Janan Ganesh’s column in the weekend FT was all about social climbers. One of the books he mentions, the Red and the Black by Stendhal, is a personal favourite of mine, for obvious reasons.
A couple of weeks ago, I read this piece by Bradford DeLong about thinkers for the next 50 years. One of the three he put forward was Karl Polanyi. DeLong has now written a follow up piece, of sorts, attempting to make Polanyi’s somewhat impenetrable prose understandable.
This article in defence of academic jargon is one of the most patronising things I have ever read. Firstly, if you agree with the author that the proper response to anti-intellectualism is to double down and become ever more wordy then go to bed, would you please! The author’s inferiority complex vis a vis the sciences is stark – “people” think the humanities are useless and “nobody” denies scientists their academic jargon. If you genuinely think that it isn’t worthwhile making complex ideas understandable to the lay reader and that nobody expects scientists to be able to do this then I urge you to read Richard Feynman, Richard Dawkins, or Stephen Hawking and appreciate the clarity of their writing. I’m saying this as a philosophy graduate – if you take an attitude like this article, you are making us all look bad!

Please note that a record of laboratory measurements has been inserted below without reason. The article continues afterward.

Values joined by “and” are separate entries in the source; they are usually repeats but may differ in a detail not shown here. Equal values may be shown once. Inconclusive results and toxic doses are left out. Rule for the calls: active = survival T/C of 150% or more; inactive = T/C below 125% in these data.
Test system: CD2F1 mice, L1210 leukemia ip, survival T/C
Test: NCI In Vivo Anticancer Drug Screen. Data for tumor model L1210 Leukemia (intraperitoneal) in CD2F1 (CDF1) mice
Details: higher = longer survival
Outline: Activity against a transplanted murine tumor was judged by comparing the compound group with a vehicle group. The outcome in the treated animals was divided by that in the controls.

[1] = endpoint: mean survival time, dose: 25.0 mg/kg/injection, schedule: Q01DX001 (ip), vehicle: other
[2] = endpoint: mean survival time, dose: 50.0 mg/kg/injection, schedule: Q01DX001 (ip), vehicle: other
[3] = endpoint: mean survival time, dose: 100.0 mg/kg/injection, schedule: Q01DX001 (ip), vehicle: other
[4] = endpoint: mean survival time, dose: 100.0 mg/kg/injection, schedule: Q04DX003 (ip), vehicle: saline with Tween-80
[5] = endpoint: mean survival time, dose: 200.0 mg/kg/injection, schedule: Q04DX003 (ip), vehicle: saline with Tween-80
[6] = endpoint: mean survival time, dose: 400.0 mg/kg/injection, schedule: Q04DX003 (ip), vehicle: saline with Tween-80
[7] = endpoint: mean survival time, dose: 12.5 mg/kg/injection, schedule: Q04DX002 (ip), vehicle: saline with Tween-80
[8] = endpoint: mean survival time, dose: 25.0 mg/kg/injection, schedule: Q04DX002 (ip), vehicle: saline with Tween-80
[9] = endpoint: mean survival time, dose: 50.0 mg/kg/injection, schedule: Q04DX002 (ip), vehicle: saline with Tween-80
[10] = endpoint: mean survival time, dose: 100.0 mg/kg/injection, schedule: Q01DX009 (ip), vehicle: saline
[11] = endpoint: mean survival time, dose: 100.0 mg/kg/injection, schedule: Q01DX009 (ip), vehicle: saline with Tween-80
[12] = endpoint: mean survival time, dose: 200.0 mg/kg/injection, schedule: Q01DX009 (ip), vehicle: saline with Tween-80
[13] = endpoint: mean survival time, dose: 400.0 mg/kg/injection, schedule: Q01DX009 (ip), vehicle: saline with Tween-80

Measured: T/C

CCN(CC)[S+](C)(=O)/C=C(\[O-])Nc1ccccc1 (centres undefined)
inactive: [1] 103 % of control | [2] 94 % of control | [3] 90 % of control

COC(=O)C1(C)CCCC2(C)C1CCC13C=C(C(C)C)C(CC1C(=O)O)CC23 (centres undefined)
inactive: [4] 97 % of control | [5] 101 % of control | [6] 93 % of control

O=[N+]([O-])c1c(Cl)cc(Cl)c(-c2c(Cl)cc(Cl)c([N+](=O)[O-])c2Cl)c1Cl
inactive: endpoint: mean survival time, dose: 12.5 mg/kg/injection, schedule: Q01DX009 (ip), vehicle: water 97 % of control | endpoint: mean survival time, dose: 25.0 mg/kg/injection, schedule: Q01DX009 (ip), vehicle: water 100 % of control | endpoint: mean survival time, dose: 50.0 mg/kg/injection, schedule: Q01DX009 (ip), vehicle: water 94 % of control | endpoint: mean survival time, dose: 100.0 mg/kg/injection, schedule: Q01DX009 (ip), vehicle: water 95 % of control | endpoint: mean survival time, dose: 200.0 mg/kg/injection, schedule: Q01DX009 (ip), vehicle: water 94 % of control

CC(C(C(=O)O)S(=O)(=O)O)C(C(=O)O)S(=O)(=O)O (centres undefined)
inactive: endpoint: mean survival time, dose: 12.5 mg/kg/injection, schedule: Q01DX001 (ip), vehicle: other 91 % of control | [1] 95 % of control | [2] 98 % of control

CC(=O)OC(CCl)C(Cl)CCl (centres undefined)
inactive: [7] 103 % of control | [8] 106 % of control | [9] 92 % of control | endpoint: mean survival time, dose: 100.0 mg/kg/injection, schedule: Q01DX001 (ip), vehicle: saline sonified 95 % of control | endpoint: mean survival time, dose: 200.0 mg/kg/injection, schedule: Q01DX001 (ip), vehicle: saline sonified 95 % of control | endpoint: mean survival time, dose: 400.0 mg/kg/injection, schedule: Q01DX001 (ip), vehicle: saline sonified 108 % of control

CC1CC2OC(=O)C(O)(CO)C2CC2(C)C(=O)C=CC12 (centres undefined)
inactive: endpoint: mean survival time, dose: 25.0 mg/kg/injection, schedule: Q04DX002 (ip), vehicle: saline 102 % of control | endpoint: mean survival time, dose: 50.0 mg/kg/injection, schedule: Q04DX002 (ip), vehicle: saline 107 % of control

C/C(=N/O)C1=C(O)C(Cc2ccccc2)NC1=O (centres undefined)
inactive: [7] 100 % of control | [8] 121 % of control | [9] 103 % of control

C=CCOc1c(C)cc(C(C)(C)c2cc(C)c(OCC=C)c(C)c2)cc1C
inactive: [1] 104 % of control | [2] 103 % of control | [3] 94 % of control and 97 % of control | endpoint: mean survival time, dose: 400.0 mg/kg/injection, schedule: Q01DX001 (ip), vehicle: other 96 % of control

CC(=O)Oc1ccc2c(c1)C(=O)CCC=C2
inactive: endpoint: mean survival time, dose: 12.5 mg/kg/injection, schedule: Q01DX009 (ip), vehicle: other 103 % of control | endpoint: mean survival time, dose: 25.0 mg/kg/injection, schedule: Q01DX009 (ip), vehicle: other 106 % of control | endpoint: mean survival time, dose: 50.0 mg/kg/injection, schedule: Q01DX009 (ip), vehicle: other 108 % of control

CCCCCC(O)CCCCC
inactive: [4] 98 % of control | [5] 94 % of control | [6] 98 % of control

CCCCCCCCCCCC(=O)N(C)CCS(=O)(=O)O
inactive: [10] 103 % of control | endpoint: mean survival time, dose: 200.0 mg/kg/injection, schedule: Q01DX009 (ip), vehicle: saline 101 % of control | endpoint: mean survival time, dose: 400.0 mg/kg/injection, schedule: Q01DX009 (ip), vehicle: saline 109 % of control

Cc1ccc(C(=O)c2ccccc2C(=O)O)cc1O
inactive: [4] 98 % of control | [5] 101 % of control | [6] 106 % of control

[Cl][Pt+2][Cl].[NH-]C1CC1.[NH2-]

I have written in the past about using social network analysis for stakeholder engagement mapping. Always on the lookout for new tools and this blog by Duncan Green on a handy guide to SNA for NGOs is a really good read. Not every organisation has the kind of resources needed to do a full bells and whistles analysis (and most of the teams I work with certainly don’t!) so a guide to quick and useful results like this is always welcome.